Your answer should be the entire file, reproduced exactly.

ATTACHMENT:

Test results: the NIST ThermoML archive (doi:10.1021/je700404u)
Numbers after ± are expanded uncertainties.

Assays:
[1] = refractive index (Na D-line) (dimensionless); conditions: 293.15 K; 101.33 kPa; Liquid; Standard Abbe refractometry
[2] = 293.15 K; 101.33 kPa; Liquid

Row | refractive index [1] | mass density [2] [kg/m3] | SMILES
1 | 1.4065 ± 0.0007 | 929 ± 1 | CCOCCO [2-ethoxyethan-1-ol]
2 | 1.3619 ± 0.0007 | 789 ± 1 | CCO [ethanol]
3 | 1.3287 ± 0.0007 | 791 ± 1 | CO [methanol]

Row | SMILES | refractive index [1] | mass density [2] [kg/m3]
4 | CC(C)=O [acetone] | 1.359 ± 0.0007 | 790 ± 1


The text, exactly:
Test results: the NIST ThermoML archive (doi:10.1021/je700404u)
Numbers after ± are expanded uncertainties.

Assays:
[1] = refractive index (Na D-line) (dimensionless); conditions: 293.15 K; 101.33 kPa; Liquid; Standard Abbe refractometry
[2] = 293.15 K; 101.33 kPa; Liquid

Row | refractive index [1] | mass density [2] [kg/m3] | SMILES
1 | 1.4065 ± 0.0007 | 929 ± 1 | CCOCCO [2-ethoxyethan-1-ol]
2 | 1.3619 ± 0.0007 | 789 ± 1 | CCO [ethanol]
3 | 1.3287 ± 0.0007 | 791 ± 1 | CO [methanol]

Row | SMILES | refractive index [1] | mass density [2] [kg/m3]
4 | CC(C)=O [acetone] | 1.359 ± 0.0007 | 790 ± 1